Bernstein Center Freiburg

Bernstein Seminar

January 21, 2021
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Bernstein Seminar
DEMIAN BATTAGLIA ►

Institute for Systems Neuroscience | Aix-Marseille Université and Visiting fellow | University of Strasbourg | Institute for Advanced Studies (USIAS) | Laboratory for Cognitive and Adaptive Neurosciences (LNCA)

Neuronal dynamics and dynamics of information

Tuesday, January 21, 2021

17:15h

The talk is open to the public.
Guests are cordially invited!

Hosted by Ulrich Egert

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Fiona Siegfried@bcf.uni-freiburg.de

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Abstract

The dynamics of neural circuits give rise to diverse and rich patterns of coordinated activity, such as changing temporal and spatial firing correlations or varying synchronisation between coupled populations. It is not however always clear that the formation and reconfiguration of these coordinated activity patterns results in specific information processing operations being performed. Information theory provides tools able to decompose any ongoing, unknown, information processing into elementary operations such as "storage", "copy", "transfer" or "modification". These primitive information manipulation operations could be seen as part of a neuronal assembly language out of which more complex, arbitrary computations could emerge. Ideally, one could thus hope to establish a mapping between, on one side, patterns of coordinated activity (building blocks of high-dimensional neural dynamics) and, on the other, specific blends of primitive processing operations (building blocks of computations).


First, we analyse the relations between neuronal dynamics and dynamics of information in computational models involving a few coupled brain regions. We thus find that events of transient synchronisation between coupled populations with alternative possible phase relations correspond to transient boosting of information transfer between the populations in alternative directions. Considering the dynamics of simple models of precise cognitive functions, we then detect specific subsets of neuronal units performing, e.g., information "storage" or "modification", respectively in association with the implementation of working memory or top-down attentional modulation.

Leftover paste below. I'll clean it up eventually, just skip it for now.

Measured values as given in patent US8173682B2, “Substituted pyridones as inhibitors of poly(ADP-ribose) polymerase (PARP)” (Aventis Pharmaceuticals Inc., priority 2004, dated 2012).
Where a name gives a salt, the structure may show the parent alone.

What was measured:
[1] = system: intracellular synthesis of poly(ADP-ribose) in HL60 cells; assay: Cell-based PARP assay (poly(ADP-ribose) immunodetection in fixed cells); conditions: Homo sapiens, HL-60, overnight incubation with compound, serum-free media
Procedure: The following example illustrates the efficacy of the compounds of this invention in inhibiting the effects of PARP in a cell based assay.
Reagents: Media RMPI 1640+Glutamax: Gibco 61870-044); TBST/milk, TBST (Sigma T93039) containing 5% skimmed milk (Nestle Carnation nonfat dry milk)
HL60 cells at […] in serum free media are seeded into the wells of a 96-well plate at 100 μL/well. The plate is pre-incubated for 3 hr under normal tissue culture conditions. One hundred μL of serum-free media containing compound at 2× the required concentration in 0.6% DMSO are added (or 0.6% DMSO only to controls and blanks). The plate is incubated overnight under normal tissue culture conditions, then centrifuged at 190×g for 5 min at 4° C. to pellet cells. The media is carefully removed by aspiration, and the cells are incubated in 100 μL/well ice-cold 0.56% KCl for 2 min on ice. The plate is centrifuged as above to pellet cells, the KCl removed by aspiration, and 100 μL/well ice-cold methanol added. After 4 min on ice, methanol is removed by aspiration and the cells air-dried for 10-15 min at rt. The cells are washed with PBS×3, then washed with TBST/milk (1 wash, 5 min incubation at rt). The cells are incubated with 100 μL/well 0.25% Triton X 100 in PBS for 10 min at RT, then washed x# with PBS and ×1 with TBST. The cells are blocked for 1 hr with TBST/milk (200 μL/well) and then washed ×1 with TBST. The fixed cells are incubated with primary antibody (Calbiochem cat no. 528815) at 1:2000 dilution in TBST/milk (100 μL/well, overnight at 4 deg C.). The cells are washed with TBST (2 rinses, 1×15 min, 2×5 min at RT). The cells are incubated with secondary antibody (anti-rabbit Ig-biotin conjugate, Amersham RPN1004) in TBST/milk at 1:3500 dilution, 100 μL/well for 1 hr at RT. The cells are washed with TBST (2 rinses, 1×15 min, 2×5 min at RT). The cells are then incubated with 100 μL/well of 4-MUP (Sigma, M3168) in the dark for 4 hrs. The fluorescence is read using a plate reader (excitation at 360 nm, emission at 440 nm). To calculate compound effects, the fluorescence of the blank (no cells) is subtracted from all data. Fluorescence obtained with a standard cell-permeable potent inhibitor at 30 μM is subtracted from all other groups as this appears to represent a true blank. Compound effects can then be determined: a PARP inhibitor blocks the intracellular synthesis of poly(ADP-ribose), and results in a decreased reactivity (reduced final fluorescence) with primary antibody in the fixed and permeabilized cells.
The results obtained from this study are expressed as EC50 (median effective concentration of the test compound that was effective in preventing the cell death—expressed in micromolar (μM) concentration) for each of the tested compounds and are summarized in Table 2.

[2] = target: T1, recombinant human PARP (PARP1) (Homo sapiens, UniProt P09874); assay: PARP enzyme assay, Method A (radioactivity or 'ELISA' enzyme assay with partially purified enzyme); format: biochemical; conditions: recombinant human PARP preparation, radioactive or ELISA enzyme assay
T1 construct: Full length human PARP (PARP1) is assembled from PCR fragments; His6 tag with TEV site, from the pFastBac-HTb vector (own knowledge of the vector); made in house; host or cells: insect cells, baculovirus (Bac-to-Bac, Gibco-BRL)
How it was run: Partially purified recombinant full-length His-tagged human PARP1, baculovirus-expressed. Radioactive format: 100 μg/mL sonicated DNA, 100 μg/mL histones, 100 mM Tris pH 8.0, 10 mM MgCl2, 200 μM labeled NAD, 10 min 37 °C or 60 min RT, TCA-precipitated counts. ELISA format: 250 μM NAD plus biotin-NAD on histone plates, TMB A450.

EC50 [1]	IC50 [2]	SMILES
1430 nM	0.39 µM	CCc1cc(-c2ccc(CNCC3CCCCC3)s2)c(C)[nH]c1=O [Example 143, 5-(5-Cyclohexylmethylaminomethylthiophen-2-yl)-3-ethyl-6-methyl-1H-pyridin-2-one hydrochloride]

Second, we characterise primitive processing operations eventually enacted by individual neurons in hippocampal and cortical rodent recordings in anaesthesia and natural sleep. While no specific behaviours are performed in these conditions, whose relative stability is ideal for the application of sophisticated analyses, a rich collective neuronal dynamics is still present, possibly associated to an intrinsic potential for computation. We find indeed that a multiplicity of "information processing states" exist in which different neurons specialise in different elementary computing operations. Information processing roles are not hardwired, as different neurons can swap roles through different times and states. Sequences of information processing states are neither ordered or random, but display a complexity which is modulated by global oscillatory states. Finally, we also compare recordings in control and epileptic rats, showing that, in epilepsy, beyond the existence of seizures, the spatiotemporal organisation of coordinated neuronal firing –and of the associated information dynamics– gets degraded, with structured complexity being replaced in part by increased randomness.


Although preliminary, our results suggest the feasibility of analyses at an intermediate, algorithmic level, between structure and actual functions –that may well be unknown–, in which the plainness and possible universality of the considered processing operations make possible to tightly map dynamic patterns and the primitive computations they produce.

References

[1] Pedreschi N, Bernard C, Clawson W, Quilichini P, Barrat A, Battaglia D. Dynamic core-periphery structure of information sharing networks in entorhinal cortex and hippocampus. Netw Neurosci. 2020;4: 946–975.
[2] Clawson W, Vicente AF, Ferraris M, Bernard C, Battaglia D, Quilichini PP. Computing hubs in the hippocampus and cortex. Sci Adv. 2019;5: eaax4843. Palmigiano A, Geisel T, Wolf F, Battaglia D. Flexible information routing by transient synchrony. Nat Neurosci. 2017;20: 1014–1022.

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